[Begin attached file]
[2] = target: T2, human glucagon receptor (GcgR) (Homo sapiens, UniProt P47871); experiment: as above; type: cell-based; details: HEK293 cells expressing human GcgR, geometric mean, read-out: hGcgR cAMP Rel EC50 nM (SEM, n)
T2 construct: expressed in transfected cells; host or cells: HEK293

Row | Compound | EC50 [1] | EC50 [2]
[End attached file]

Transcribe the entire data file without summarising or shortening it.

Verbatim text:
[2] = target: T2, human glucagon receptor (GcgR) (Homo sapiens, UniProt P47871); experiment: as above; type: cell-based; details: HEK293 cells expressing human GcgR, geometric mean, read-out: hGcgR cAMP Rel EC50 nM (SEM, n)
T2 construct: expressed in transfected cells; host or cells: HEK293

Row | Compound | EC50 [1] | EC50 [2]